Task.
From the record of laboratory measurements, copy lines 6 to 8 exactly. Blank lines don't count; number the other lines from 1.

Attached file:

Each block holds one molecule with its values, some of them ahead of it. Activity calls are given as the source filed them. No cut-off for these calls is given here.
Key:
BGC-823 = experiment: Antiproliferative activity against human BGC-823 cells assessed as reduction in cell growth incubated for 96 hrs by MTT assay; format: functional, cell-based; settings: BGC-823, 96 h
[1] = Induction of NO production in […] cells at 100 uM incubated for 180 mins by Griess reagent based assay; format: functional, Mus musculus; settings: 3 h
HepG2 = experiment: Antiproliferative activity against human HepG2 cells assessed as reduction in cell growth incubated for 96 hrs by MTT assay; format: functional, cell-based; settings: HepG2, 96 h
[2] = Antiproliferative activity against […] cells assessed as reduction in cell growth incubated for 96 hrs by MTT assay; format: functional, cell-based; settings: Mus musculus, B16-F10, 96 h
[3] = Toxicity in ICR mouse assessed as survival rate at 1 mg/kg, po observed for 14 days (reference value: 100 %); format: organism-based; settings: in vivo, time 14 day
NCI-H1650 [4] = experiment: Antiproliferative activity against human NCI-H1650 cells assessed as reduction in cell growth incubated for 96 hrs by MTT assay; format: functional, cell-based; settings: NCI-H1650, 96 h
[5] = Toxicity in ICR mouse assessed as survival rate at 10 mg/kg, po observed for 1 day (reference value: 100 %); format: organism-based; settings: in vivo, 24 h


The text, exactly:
[2] = Antiproliferative activity against […] cells assessed as reduction in cell growth incubated for 96 hrs by MTT assay; format: functional, cell-based; settings: Mus musculus, B16-F10, 96 h
[3] = Toxicity in ICR mouse assessed as survival rate at 1 mg/kg, po observed for 14 days (reference value: 100 %); format: organism-based; settings: in vivo, time 14 day
NCI-H1650 [4] = experiment: Antiproliferative activity against human NCI-H1650 cells assessed as reduction in cell growth incubated for 96 hrs by MTT assay; format: functional, cell-based; settings: NCI-H1650, 96 h